Goldman bumbles into bribery swamp

June 9, 2011, 6:13 PM UTC

Having failed to get the banks for anything else, can the authorities now get them for bribery?

We may soon find out. The Securities and Exchange Commission is looking at whether Goldman Sachs (GS) and other big banks broke bribery laws in dealing with Libya’s sovereign wealth fund.

Hanging with the wrong crowd?

The question in this case is whether Goldman violated the Foreign Corrupt Practices Act by initially agreeing to pay a fee that would have been passed along to a politically connected investment manager. The government has won a number of big FCPA cases in recent years (see chart, right), putting big companies on notice that it’s not a question to take lightly.

Goldman never actually paid the fee, which Goldman and the wealth fund discussed as they considered how the investment bank might make Libya whole for $1.3 billion in investment losses. Goldman’s savvy traders lost their sophisticated client an impressive 98% of its money in that instance, a performance that is likely to have lagged behind any number of investing benchmarks.

At one point in 2008 the sides discussed Libya clawing back its investments through a preferred stock investment in Goldman, which would have made Moammar Gadhafi a sort of Warren Buffett of the terrorist set. It would have been amusing to see Goldman spin that one as a win-win for everyone, though we never got the chance because talks broke down before a deal could be reached.

For now we will have to be content to see Goldman’s spin on the latest investigation of it, which by now is practically a daily occurrence. Goldman says in response to Thursday’s report in the Wall Street Journal that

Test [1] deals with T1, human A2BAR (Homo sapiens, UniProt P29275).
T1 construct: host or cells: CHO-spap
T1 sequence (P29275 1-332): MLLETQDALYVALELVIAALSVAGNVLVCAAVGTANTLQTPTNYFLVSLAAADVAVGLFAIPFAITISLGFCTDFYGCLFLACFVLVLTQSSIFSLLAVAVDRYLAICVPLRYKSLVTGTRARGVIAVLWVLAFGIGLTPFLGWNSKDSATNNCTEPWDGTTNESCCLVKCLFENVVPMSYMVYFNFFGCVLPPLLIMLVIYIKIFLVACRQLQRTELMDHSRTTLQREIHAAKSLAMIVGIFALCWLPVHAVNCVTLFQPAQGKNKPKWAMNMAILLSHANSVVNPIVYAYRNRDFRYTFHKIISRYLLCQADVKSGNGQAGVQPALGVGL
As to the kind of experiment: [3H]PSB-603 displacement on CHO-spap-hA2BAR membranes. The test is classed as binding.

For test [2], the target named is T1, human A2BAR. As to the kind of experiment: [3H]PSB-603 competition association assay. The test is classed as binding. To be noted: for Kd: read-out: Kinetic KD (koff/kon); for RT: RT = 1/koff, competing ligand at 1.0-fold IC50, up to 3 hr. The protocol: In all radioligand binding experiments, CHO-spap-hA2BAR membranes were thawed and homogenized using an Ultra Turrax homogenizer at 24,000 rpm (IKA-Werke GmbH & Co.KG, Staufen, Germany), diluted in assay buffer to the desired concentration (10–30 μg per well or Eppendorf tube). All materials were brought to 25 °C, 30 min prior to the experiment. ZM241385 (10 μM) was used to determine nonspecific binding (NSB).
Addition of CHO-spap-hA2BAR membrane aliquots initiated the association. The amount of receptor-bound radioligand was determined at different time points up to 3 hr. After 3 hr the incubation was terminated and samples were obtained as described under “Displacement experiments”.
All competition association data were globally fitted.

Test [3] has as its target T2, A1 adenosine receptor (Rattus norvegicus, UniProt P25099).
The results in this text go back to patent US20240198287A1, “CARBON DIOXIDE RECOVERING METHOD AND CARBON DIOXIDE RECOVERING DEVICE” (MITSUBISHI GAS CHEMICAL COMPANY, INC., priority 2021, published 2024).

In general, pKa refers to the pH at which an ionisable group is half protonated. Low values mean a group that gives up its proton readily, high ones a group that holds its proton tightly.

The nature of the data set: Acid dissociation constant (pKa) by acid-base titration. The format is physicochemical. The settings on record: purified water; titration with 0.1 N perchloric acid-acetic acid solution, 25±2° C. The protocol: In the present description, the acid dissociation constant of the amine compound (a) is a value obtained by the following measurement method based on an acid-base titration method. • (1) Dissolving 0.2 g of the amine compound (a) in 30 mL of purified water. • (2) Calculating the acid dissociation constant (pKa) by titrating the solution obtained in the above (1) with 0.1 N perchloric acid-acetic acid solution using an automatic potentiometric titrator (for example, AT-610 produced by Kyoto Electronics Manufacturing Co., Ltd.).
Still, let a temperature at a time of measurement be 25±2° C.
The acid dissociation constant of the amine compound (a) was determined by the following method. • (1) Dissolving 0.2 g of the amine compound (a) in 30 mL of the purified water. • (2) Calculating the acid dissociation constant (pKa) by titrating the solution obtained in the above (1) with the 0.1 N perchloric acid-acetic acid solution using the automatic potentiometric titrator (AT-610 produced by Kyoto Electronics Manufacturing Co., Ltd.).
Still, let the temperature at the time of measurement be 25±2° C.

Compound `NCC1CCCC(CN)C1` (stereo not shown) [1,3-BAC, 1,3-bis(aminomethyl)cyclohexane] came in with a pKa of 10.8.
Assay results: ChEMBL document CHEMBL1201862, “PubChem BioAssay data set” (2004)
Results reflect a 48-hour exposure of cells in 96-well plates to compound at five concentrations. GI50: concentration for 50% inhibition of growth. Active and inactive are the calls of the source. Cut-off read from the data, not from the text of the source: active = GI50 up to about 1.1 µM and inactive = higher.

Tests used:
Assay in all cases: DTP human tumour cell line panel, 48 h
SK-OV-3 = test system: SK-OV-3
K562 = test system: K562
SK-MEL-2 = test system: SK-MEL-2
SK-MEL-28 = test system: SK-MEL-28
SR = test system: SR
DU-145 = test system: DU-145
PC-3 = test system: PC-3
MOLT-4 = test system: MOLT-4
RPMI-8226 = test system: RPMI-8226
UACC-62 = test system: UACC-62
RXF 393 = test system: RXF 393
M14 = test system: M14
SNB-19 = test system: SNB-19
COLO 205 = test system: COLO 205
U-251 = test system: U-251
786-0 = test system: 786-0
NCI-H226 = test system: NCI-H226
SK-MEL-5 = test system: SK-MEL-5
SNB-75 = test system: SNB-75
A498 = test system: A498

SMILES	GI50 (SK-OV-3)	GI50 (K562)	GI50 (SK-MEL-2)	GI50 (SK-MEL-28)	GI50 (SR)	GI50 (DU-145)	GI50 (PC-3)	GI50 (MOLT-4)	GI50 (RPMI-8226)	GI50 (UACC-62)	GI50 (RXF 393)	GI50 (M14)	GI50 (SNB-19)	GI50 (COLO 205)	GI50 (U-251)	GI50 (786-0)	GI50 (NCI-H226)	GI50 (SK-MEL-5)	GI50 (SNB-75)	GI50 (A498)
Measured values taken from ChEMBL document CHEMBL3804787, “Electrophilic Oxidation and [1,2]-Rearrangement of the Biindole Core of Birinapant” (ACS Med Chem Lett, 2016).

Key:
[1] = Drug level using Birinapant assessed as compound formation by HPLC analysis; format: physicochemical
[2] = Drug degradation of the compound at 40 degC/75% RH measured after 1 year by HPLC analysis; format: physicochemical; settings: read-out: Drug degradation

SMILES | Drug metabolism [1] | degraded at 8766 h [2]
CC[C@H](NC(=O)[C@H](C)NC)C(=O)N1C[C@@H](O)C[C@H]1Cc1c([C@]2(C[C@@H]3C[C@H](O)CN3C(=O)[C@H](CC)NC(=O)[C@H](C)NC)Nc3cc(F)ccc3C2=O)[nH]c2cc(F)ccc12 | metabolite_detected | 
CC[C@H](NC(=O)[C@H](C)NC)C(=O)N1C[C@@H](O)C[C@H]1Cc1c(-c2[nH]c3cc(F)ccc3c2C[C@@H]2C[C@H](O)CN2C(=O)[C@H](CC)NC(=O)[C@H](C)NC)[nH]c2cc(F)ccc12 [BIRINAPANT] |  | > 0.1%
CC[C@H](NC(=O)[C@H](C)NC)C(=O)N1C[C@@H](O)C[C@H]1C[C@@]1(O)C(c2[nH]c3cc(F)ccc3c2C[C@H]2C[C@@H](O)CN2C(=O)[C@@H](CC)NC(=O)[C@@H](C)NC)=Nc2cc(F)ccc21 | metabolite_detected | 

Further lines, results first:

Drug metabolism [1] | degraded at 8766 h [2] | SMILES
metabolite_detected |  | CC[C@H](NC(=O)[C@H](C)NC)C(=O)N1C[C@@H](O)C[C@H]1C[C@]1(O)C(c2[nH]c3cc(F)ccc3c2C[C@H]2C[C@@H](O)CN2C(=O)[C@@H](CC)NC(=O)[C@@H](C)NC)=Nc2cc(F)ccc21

We are confident that nothing we did or proposed was or could have been a breach of any rule or regulation. We retained outside counsel, as is our normal practice for any transaction, to ensure that we were compliant with all applicable rules. We are not aware of an SEC investigation into the matter but if there is one we will, of course, cooperate fully.

Oh, of course. But like the False Claims Act before it, the FCPA has emerged as a big stick for prosecutors seeking to crack down on corporate creeps. It is, admittedly, early to talk about prosecutors now, the SEC having the authority to bring only civil cases and all and having shown little inclination lately to bring even those against potential adversaries who have enough money to hire actual lawyers and stuff.

And it is far from clear that FCPA case against Goldman would result in nine-digit fines like the ones slapped recently on Siemens (SI) and the Kellogg Brown & Root unit of Halliburton (HAL).

Big FCPA fines tend to result from cases in which investigators find lax internal controls and active efforts to cover things up. Goldman’s statement, at least, indicates it is aware of those risks and believes it has managed them appropriately.

But then, a couple weeks ago we had no idea Goldman was best in class in the losing dictators’ money category. Who knows what sort of things will come out of the rich mahogany woodwork next.